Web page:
Giants explore ways to keep pesky seagulls away

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Giants explore ways to keep pesky seagulls away

July 29, 2011
GIANTS PAGE GIANTSVIDEO

SAN FRANCISCO (AP) -- For years, the San Francisco Giants' regular seagulls cooperated so nicely: They flocked to AT&T Park after the final out to scavenge for treats like leftover popcorn, pizza or garlic fries.Those gulls have become more pesky and plentiful of late, creating a problem for fans during games on occasion this season. So, now, the Giants are considering bringing in a resident falcon to help fend off the birds and keep them at bay out where they belong - above the bay."The gulls are more like your guests. They see a food source and opportunity. They're transient. There's a window of time they're around: they see it, they hear it, they smell it," said Jorge Costa, the Giants' longtime senior vice president of ballpark operations. "Most of the time they're up on the roof of the building, on the glove (in left field), on the light towers. When people leave, they come down."While the issue won't be solved by the time the defending World Series champions return for a 10-game homestand starting Monday, the Giants are working on it.Bringing in a falcon to nest around the ballpark is an expensive endeavor that requires budgeting, which might take until next year. Unless the problem persists and requires immediate attention.Costa declined to say how much it might cost. Other ballparks near the water have faced similar situations with seagulls. They even turn up across San Francisco Bay at the Oakland Coliseum after the Athletics play.This is right up there with the strangest things Costa has dealt with and studied in his 23 years with the Giants and 40 years in the stadium business - along with such serious issues as terrorist threats in the wake of Sept. 11 and the effects of weather and how grass grows and reacts.While the Giants have found humane ways to keep pigeons from roosting in their 12-year-old ballpark, the hovering gulls that come in from McCovey Cove and elsewhere are different. Their postgame snacking has long played a part in aiding San Francisco's extensive cleanup process in the stands after each game.But the 2011 crop appears to be growing impatient. And fans who pay lots of money for tickets and concessions don't like to be bugged by the unfriendly visitors in the middle of a ballgame.Studying bird behavior and various populations has become a new part of Costa's job description."This year we're seeing larger numbers of the seagulls, and sometimes they've not been stationary," Costa said. "There have been a couple of games this year when they've started swirling around while the game's still going on. It's not pleasant if they're dropping things and they're sitting there (with fans)."With the help of Wingmaster Falconry Inc., which states that it works "to provide our clients with the most effective, natural, humane methods available for pest bird abatement," the Giants are exploring their options regarding the falcons.If all goes as planned, the gulls get to the point where they can sense when the falcons are in the area and stay away.Birds of prey have often been part of the big league scene.The Minnesota Twins' Target Field attracted a male American Kestrel last year. He became a fan favorite and even generated a Twitter account with the username TargetFieldHawk and was named Kirby the Kestrel.In other baseball bird news, People for the Ethical Treatment of Animals said Thursday it was sending a thank-you note to Giants outfielder Cody Ross "for being a fine friend to the feathered."A press release from PETA - subject line: "Goose Abuse Makes Major League Champ Cody Ross Gag" - said that when Ross "learned that foie gras is made by shoving tubes down the throats of ducks and geese, often causing serious injuries, and force-feeding the birds until their livers become painfully engorged, he immediately decided to change ducks' luck and dump foie gras."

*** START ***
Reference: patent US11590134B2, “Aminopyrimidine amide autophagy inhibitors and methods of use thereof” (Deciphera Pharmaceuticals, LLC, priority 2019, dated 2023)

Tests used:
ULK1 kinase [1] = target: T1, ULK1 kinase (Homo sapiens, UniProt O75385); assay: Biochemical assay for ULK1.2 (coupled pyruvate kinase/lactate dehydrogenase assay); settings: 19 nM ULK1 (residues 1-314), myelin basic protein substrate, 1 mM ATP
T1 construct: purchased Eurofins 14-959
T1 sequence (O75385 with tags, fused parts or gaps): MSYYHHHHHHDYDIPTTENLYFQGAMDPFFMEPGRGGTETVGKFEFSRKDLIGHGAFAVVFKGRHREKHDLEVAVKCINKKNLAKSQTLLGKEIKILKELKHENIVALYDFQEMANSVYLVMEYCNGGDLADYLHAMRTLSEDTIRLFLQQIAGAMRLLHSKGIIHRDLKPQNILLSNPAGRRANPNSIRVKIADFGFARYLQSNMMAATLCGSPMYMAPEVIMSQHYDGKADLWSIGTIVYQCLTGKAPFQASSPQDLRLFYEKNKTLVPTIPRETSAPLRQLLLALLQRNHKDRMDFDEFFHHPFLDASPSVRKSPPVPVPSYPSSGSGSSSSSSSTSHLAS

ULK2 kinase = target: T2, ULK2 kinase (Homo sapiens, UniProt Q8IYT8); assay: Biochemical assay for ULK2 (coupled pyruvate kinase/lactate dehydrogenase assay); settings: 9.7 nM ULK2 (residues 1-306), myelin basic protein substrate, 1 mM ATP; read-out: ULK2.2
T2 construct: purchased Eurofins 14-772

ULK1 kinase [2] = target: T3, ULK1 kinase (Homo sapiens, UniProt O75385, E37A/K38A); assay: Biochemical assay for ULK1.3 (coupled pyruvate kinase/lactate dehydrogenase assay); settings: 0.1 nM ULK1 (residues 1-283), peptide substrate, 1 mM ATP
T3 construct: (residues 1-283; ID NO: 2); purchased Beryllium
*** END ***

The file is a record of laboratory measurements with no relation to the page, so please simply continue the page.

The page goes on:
A's spring training Day 40: Manaea downplays struggles after walking five

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A's spring training Day 40: Manaea downplays struggles after walking five